The mission of the U.S. Fish and Wildlife Service is working with others to conserve, protect and enhance fish, wildlife, plants and their habitats for the continuing benefit of the American people. We are both a leader and trusted partner in fish and wildlife conservation, known for our scientific excellence, stewardship of lands and natural resources, dedicated professionals and commitment to public service. For more information on our work and the people who make it happen, visit

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With 15 miles of hiking and a pristine beach, there are plenty of opportunities to seek out wildlife and connect with the area's rich cultural history.


Location and Contact Information

      About Us

      Located on the Indigenous homelands of the Pocomoke and Occohannock people, Chincoteague National Wildlife Refuge protects beach, dune, marsh, and maritime forest habitats. Originally established in 1943 to protect migratory birds, this refuge is now one of the most visited in the United States. This gem of Eastern Virginia is a birder's paradise, as well as the home of cultural treasures such as Assateague Lighthouse and the world famous Chincoteague ponies. 

      What We Do

      With a focus on providing high quality habitat for migratory birds, our refuge features 14 moist soil management units that serve as a rest and refueling location for waterfowl, shorebirds and other coastal birds during their long journeys. In the summer, our biology team works to protect the habitat and nesting sites of the threatened piping plover, as well as other beach nesting birds such as the American oystercatcher and least tern. In our forests, we were a proud contributor to the recovery of the once endangered Delmarva Peninsula fox squirrel population. Setting aside certain habitat areas to reduce disturbance by people helps us preserve the natural heritage that many American have come to love and treasure.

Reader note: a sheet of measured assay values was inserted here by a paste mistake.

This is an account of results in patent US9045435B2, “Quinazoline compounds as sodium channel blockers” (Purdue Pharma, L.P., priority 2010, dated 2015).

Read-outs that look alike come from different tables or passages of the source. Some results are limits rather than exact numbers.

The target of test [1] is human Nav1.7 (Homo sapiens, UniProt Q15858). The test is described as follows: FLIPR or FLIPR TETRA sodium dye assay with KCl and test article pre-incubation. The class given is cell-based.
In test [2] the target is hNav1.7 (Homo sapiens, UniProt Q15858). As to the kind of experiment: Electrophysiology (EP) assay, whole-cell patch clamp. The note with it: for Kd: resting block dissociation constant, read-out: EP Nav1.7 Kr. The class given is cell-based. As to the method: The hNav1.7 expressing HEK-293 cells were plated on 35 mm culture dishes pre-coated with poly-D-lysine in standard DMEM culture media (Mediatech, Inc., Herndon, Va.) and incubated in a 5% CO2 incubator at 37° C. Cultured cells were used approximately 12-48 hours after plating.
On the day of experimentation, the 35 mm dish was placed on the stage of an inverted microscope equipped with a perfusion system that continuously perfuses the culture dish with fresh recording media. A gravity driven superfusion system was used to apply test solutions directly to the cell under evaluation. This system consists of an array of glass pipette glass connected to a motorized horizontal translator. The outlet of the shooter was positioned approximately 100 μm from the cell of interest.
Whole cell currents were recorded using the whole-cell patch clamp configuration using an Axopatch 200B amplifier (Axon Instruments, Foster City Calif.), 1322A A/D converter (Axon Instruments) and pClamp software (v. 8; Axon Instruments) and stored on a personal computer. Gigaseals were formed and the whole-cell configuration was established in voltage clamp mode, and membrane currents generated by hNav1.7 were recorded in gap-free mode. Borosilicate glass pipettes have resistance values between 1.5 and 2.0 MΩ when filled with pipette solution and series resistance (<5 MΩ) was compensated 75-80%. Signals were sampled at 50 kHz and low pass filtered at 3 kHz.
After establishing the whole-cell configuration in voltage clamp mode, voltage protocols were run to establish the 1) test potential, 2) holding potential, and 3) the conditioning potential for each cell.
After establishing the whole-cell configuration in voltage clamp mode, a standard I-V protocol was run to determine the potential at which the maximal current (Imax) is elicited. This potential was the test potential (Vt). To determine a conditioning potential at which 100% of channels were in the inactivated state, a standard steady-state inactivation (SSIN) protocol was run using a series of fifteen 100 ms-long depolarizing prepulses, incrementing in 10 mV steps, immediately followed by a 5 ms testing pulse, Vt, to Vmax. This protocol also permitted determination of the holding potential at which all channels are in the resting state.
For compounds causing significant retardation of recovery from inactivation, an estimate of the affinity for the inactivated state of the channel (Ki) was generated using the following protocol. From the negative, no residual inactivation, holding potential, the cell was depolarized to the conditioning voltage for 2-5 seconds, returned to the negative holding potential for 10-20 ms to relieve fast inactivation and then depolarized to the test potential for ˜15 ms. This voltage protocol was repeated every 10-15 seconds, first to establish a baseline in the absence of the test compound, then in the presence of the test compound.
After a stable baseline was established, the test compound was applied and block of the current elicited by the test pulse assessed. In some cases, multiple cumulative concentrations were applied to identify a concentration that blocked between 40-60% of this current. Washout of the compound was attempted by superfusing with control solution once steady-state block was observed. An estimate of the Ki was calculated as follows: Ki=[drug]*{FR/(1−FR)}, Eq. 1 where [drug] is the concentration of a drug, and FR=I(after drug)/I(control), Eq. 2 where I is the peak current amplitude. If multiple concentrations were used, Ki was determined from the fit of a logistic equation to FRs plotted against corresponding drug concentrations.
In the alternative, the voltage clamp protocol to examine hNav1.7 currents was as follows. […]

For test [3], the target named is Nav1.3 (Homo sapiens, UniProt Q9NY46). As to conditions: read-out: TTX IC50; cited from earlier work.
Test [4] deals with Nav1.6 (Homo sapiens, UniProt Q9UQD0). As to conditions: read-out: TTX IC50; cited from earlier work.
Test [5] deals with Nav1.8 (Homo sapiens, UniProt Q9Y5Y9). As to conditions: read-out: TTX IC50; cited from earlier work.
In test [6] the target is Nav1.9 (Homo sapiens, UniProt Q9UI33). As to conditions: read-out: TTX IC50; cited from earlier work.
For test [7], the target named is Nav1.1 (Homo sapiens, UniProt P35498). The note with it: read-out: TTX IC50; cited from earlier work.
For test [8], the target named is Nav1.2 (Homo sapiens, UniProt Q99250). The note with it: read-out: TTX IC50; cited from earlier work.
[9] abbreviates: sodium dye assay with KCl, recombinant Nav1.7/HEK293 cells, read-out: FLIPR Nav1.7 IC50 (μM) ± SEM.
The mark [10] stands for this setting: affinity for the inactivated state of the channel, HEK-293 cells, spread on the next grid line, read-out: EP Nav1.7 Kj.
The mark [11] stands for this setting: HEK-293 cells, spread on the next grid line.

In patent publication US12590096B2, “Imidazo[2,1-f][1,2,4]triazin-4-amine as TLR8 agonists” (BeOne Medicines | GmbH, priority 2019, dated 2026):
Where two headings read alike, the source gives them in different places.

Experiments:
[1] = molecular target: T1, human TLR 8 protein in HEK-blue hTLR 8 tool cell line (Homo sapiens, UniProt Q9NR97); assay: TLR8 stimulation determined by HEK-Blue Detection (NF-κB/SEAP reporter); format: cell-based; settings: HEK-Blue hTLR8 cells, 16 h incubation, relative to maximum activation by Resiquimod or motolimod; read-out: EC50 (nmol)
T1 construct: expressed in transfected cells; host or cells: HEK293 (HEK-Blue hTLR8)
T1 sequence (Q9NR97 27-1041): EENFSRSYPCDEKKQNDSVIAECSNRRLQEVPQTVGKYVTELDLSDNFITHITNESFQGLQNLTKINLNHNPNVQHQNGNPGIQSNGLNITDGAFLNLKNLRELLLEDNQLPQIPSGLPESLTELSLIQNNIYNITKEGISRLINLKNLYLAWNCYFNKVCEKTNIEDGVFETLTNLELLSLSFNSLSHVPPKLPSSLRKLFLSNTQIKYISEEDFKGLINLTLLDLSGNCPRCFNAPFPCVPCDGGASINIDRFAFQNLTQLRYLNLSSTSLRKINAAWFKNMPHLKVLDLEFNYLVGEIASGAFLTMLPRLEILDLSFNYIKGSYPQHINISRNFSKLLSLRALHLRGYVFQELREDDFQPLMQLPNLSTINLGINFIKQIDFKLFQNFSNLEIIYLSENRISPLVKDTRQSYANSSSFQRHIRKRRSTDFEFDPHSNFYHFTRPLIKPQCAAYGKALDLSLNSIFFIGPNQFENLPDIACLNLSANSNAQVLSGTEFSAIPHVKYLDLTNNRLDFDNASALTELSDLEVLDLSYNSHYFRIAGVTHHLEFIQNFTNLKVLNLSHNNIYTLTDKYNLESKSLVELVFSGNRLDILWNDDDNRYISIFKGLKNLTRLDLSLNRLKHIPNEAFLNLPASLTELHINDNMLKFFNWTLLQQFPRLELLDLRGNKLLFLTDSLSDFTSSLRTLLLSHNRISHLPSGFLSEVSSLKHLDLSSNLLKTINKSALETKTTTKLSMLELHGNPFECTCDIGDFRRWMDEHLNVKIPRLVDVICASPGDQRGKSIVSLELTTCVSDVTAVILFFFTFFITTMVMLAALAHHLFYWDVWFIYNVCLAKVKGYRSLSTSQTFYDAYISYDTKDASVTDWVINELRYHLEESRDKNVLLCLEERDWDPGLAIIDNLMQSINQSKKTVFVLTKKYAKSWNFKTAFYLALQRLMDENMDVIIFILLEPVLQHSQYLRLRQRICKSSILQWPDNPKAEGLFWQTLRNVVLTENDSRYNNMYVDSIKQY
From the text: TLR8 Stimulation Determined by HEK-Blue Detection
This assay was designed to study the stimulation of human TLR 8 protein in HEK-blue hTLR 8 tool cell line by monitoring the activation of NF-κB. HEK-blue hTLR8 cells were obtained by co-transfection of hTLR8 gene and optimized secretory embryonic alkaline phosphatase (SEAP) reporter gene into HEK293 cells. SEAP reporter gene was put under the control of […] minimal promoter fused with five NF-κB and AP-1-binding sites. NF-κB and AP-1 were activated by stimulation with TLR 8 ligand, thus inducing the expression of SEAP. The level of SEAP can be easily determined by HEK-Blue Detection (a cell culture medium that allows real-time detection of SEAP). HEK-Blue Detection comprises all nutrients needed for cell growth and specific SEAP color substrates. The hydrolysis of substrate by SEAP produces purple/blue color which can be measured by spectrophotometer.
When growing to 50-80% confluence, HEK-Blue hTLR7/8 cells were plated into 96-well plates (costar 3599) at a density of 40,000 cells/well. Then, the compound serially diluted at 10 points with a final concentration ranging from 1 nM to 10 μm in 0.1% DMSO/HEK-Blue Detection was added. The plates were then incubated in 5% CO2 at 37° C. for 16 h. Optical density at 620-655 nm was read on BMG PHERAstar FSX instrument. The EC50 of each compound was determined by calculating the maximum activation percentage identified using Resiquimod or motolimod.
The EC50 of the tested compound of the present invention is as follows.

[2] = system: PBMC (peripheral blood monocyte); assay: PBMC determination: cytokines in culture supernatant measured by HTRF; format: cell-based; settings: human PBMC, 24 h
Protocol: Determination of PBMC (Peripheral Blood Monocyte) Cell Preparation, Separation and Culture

Our Species

      We have a diversity of habitats, ranging from the beach and dunes to the vast salt marshes to the west of the islands. It's no surprise then that our wildlife is equally varied and bountiful, from the Delmarva Peninsula fox squirrel, an animal recently removed from the endangered species list, to our vast array of migratory and nesting birds such as the threatened piping plover. This refuge is truly a wildlife enthusiast's paradise.

      Size: 18 cm (7.25 in) in length. Color: Breeding season: Pale brown above, lighter below; black band across forehead; bill orange with black tip; legs orange; white rump. Male: Complete or incomplete black band encircles the body at the breast. Female: Paler head band; incomplete breast band....

      FWS Focus

      Adult monarch butterflies are large and conspicuous, with bright orange wings surrounded by a black border and covered with black veins. The black border has a double row of white spots, present on the upper side of the wings. Adult monarchs are sexually dimorphic, with males having narrower...

      FWS Focus

      This large, slate grey tree squirrel (Sciurus niger cinereus) has an unusually full, fluffy tail and white belly. Larger than common gray squirrels, this fox squirrel subspecies measures up to 28 inches long and weighs up to three pounds. Once found throughout the Delmarva Peninsula, the range...

      FWS Focus